# A curious infinite sum investigated with Python.

An investigation of the the following curious result:

Tracking the explanation given on Numberphile.

In [1]:

```
from IPython.display import YouTubeVideo
YouTubeVideo("w-I6XTVZXww")
```

Out[1]:

## Series definitions

The video starts with an introduction, then at ~1:40 into the video he defines three series S1, S2 and S.

I would like to be able to define those same series in an as nearly as simple Python format, so defined a dummy class so I could concentrate on getting a nice description in Python.

Note: The class captures the series not the Sum of the series.

In [2]:

```
class Series(object):
"placeholder"
def __init__(self, **kwargs):
pass
```

In [3]:

```
# Numberphile 1:40
S1 = Series(fk=lambda k: (-1)**(k - 1), starts=[1, -1, 1, -1, 1, -1])
S2 = Series(fk=lambda k: (k*(-1)**(k - 1) if k > 1 else 1),
starts=[1, -2, 3, -4, 5, -6])
S = Series(fk=lambda k: k, starts=[1, 2, 3, 4, 5, 6])
```

## Sum of the infinite series

At ~1:55 we need to find the sum of an infinite series by looking at the sum approaches.

I'll flesh out the Series class definition to handle what we have so far...

In [4]:

```
from fractions import Fraction
from itertools import islice, izip, count, chain
class Series(object):
"Represents infinite series by its generating function"
STARTSMAX = 10 # Limit on starts
def __init__(self, fk, starts=[]):
'''
Arguments
fk: Generating function
starts: Sample starting values of series. (checked)
'''
self.fk = fk
assert all(fk(k) == start for k, start in enumerate(starts, 1)),\
"Generating function does not create same starting values"
self.starts = [fk(k) for k in range(1, self.STARTSMAX + 1)]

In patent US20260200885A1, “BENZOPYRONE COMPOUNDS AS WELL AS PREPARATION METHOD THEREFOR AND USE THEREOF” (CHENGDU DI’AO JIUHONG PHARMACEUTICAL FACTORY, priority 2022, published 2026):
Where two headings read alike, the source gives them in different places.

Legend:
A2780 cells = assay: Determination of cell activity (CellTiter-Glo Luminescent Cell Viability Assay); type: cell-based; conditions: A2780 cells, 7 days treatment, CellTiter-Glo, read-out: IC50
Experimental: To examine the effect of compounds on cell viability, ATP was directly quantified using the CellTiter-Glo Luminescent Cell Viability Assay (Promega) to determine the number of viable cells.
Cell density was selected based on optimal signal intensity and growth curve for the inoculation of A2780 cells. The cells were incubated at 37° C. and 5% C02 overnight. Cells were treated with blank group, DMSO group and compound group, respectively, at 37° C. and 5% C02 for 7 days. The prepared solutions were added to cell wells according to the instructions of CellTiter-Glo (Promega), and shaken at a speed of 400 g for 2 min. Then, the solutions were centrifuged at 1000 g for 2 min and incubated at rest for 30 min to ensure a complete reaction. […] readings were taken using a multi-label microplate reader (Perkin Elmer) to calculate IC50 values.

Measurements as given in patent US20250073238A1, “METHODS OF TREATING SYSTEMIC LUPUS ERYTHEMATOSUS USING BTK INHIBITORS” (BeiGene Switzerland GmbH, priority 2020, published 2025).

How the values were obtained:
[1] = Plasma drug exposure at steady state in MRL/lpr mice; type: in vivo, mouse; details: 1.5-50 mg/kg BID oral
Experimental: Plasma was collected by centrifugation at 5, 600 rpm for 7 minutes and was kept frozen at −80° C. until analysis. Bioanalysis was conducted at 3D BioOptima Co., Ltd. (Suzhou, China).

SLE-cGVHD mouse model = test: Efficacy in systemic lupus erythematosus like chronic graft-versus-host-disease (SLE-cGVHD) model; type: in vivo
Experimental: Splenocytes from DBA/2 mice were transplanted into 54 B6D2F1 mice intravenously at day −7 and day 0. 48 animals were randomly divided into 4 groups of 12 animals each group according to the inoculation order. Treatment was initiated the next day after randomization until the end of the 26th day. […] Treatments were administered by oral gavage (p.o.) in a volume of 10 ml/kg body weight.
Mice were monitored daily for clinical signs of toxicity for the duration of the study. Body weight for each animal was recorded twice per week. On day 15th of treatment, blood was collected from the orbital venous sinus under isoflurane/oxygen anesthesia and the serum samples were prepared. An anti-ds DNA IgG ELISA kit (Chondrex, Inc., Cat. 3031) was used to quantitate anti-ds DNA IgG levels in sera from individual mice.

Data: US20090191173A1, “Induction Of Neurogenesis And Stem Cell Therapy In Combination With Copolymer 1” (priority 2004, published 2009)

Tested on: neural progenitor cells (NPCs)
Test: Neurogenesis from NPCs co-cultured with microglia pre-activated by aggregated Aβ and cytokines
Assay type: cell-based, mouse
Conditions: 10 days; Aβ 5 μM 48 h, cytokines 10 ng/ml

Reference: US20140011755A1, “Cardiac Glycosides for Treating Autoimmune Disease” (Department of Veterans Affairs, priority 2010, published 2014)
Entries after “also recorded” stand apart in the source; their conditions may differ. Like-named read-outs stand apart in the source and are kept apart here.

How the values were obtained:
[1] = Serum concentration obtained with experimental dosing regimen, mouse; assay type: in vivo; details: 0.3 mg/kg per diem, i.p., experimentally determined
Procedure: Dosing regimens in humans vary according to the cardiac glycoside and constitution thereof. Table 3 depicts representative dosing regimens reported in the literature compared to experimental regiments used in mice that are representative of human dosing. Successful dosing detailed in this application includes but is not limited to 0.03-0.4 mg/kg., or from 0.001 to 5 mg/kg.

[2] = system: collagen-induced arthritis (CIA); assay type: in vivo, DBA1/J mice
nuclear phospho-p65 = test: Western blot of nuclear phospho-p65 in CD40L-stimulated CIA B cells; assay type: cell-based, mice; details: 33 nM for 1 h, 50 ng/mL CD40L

def __call__(self):
"Generate successive values of the series"
k = 1
while True:
yield self.fk(k)
k += 1
```

In [5]:

```
# Numberphile 1:40
S1 = Series(fk=lambda k: (-1)**(k - 1), starts=[1, -1, 1, -1, 1, -1])
S2 = Series(fk=lambda k: (k*(-1)**(k - 1) if k > 1 else 1),
starts=[1, -2, 3, -4, 5, -6])
S = Series(fk=lambda k: k, starts=[1, 2, 3, 4, 5, 6])
```

Lets doodle...

In [6]:

```
S1.starts
```

Out[6]:

In [7]:

```
[x for n, x in zip(range(15), S2())]
```

Out[7]:

In [8]:

```
S.starts
```

Out[8]:

So you can see that

`.starts`

is a list of the first ten generated values, and calling an instance of the class gives a generator of successive values of the series (with no fixed upper limit).## Sum S1 = 1 + -1 +1 + -1 ... == 1/2

From 2:00 minutes into the video he shows that the sum of the terms of S1 alternate between 1 and zero

In [9]:

```
running_sums = [sum(islice(S1(), termcount)) for termcount in range(1,21)]
running_sums
```

Out[9]:

Lets take the infinite sum as the average of the sums i.e.

`Sum S1 = 1 -1 +1 -1 +1 ... = 0.5`

## 2 * (Sum S2) == Sum S1

From 2:45 in the video.

Lets take S2, and S2 with an initial 0 inserted . (Adding zeroes will not affect the

*sum*of the series remember).
In [10]:

```
S2.starts
```

Out[10]:

In [11]:

```
# S2 with an initial +0
[0] + S2.starts
```

Out[11]:

In [12]:

```
added_terms = (x + y for x, y in izip(S2(), chain([0], S2())))
list(islice(added_terms, 10))
```

Out[12]:

So, for the purposes of summation, 2 * S2 == S1 = 0.5

And therefore Sum S2 = 0.25

## S - S2

From 4:08 in Video.

In [13]:

```
S.starts
```

Out[13]:

In [14]:

```
S2.starts
```

Out[14]:

Lets do the subtraction by subtracting the generating functions this time.

In [15]:

```
S_sub_S2 = Series(fk=lambda k: S.fk(k) - S2.fk(k))
S_sub_S2.starts
```

Out[15]:

Take a factor of four out and ignore the zeroes (as they do nothing for infinite sums).

In [16]:

```
list(islice((x/4 for x in S_sub_S2() if x), 10))
```

Out[16]:

## End run

So:

`sum(S) - sum(S2) = 4*(1+2+3+4+...) = 4 * ( sum(S) )`

Solving:

```
sum(S) - 1/4 = 4*sum(S)
- 1/4 = 3*sum(S)
- 1/(4*3) = sum(S)
sum(S) = -1/12
```

Proving that the infinite sum 1+2+3+4+... = -1/12

## The proof is in the eating

Remember that although it is a weird result, when used in scientific experiments we can predict nature.

For me, I now know that when dealing with equations involving infinite series I will annotate then with "There be dragons".